Amazing Story of Mr.Rata Tata’s Business Life

20ratan1He’s packing his bags — again. December 2012, when he turns 75, is the third scheduled retirement for Ratan Tata.

The Tata Group has been at this inflection point twice earlier, and stepped back both times. In 2002, when Tata was to retire at 65, the Tata Sons board promptly redesignated him non-executive chairman, which meant he could continue for another five years.

Three years later, the board upped the retirement age of non-executive directors to 75. The message is clear: Ratan Tata is indispensable.

And it’s not just the board that feels that way. There were loud cries of support from shareholders at the Tata Steel AGM in August, held soon after the announcement that Tata Sons had created a panel to find Tata’s successor. Continue reading


Two startup Tips for founders: “How to lead” by Twitter CEO

Twitter Ceo Dick Costolo

“If you don’t plan how to lead, when you are just starting out even as a two-member team, then dysfunction gets embedded in your company, in your startup culture. And it is difficult to eradicate this dysfunctionality later on,” said Dick Costolo, CEO of Twitter at TechCrunch Disrupt, here in San Francisco today.

More importantly, as ready takeaways for startup founders, he spoke of two specific things about how to manage and lead your company. Continue reading

See how Facebook page optimization will help your business on Google


It’s as important as ever for you to grow your Facebook page properly, since search engines like Google are now considering how your brand looks based on what content it picks up:

  • People tend to focus on non-brand related search terms.
  • Brands that are exact matches to Google will return 7 results in SERPS instead of  10.
  • Brand managers should tailor properties so that all 7 results is content you control.
  • Youtube and G+ profiles rank high, but Facebook is seeing higher ranking lately.
  • Google uses Google+ to display knowledge graph information on your brand.

Continue reading

Top 14 Startup Questions

1. What kind of person makes a successful entrepreneur?

Research of successful entrepreneurs has documented that successful small business people have certain common characteristics. This checklist can not predict success, but it can give you an idea of whether you will have a head start or a handicap with which to work. How do you measure up? Ask yourself these questions:

  • Can I persevere through tough times?
  • Do I have a strong desire to be my own boss?
  • Do the judgments I make in life regularly turn out well?
  • Do I have an ability to conceptualize the whole of a business?
  • Do I possess the high level of energy, sustainable over long hours, to make a business successful?
  • Do I have significant specialized business experience?

While not every successful business owner starts with a “yes” answer to all these questions, three or four “no’s” and undecided answers should make you think twice about going it alone right now. But, don’t be discouraged. Seek extra training and support with help from a skilled team of business advisors such as accountants, bankers, attorneys and SCORE counselors. Continue reading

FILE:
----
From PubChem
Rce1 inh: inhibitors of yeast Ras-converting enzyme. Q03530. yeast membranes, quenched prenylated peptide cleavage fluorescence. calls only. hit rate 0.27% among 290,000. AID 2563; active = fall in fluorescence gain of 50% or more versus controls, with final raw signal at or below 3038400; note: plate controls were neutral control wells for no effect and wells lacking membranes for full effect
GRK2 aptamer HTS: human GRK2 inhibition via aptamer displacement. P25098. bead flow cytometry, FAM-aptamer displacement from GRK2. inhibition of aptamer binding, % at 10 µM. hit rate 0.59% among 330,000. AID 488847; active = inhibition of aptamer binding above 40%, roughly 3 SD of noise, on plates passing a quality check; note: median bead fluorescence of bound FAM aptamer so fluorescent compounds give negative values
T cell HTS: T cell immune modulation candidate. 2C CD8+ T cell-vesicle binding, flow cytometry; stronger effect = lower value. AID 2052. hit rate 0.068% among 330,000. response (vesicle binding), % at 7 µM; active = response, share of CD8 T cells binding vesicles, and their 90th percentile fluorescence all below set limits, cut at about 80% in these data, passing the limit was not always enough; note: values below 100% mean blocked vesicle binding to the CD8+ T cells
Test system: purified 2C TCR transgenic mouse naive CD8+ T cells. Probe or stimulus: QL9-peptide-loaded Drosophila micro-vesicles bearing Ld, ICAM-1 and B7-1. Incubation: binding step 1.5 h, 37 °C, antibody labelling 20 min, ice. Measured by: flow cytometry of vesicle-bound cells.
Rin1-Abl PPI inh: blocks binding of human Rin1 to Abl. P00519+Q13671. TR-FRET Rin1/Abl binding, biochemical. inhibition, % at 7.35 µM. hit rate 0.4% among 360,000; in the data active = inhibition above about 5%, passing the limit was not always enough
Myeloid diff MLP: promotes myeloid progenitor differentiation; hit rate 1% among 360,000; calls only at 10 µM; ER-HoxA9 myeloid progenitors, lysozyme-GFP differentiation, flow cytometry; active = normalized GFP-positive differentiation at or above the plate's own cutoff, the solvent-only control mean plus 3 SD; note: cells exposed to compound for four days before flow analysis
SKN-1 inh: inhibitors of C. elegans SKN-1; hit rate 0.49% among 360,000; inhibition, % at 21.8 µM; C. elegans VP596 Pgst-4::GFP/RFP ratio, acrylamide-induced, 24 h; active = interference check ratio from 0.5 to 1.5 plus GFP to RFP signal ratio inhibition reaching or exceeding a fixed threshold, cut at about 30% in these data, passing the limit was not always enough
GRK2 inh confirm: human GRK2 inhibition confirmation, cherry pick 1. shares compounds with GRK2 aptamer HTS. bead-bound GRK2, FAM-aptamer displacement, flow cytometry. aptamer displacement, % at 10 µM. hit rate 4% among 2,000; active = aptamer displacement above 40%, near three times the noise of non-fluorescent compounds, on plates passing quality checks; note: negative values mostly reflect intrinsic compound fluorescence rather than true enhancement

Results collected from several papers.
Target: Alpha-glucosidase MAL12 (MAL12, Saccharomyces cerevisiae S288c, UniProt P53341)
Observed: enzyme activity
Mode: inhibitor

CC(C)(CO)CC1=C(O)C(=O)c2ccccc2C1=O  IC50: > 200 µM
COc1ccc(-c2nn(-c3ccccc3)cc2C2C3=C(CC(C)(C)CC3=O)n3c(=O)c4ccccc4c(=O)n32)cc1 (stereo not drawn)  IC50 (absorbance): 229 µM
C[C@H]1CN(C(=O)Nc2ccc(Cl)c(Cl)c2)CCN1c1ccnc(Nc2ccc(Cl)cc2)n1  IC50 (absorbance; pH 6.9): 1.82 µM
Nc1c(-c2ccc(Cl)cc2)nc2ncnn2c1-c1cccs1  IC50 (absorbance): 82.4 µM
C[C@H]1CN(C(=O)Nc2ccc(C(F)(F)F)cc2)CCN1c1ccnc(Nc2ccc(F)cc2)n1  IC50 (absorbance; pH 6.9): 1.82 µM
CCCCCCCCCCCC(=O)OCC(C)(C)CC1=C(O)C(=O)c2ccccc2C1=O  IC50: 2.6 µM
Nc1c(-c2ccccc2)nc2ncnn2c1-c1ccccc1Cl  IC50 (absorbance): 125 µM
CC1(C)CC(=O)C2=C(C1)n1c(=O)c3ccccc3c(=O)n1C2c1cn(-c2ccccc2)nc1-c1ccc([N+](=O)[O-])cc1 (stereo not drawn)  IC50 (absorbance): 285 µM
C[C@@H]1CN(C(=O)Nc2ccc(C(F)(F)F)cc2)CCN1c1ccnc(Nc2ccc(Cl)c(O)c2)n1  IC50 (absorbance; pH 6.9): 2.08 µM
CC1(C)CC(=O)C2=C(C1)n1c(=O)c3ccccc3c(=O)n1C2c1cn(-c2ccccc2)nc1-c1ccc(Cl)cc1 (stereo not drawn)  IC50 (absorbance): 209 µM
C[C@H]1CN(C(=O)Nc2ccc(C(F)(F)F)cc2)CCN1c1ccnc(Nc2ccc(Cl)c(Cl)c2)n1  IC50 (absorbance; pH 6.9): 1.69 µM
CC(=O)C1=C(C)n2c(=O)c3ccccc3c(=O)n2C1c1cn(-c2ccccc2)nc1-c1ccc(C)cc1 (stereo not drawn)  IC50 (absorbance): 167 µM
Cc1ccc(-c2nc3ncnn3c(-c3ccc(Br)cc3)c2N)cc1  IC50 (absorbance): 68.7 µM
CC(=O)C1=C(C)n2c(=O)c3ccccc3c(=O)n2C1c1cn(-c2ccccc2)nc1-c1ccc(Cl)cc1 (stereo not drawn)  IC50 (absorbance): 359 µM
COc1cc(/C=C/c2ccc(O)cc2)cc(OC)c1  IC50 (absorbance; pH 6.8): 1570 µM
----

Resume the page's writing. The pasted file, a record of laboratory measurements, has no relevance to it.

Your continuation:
10 Warning Signs You’re Not Cut Out to Be an Entrepreneur

Think you’re ready to start a business? Let’s say you’ve got a great idea, a solid business plan and even a decent amount of startup money. If you have these things, you might be able to successfully launch your business. But are you really cut out to be an entrepreneur?

Dan Steenerson, a business speaker, consultant and author, doesn’t want anyone to be disillusioned by the allure of being your own boss: Starting a business isn’t easy, and it certainly isn’t glamorous, he warned would-be entrepreneurs. While there’s no formula for the perfect entrepreneur, the commitment and dedication it takes to be a business owner does require a few key personality traits, and they aren’t ones that everyone naturally has. Continue reading

The Secret to Staying Married While Starting a Business

If you want to keep your marriage intact and create a successful business, listen up. It takes work. It takes setting boundaries. It takes love. Here are four key lessons I learned over the years: The Secret to Staying Married While Starting a Business

1. Know that the world does not revolve around you or your idea. Yes, you’re excited. Your passion is what motivates you! But that doesn’t mean everyone around you wants to hear about it all the time. If your partner or children ask you how your day was, try to keep your reply short. If they want to know more, they’ll ask. And by all means, then tell them. But, tempting as it might be, don’t let your business take over your dinner conversations every time you sit down with your family. And make time to sit down for a meal with them. Continue reading

Want to Work for a Startup? Start Something First


So, you want to ditch the corporate life and go work for a startup. Cool, but do you really understand what that would mean?

Steve Blank, one of the fathers of the Lean Startup revolution, defines a startup as “an organization formed to search for a repeatable and scalable business model.” What does that mean? Well, that the company either doesn’t have a working product, it has a working product that no one will buy, or it has a product that sells but can’t figure out how to market and sell the product profitably. Continue reading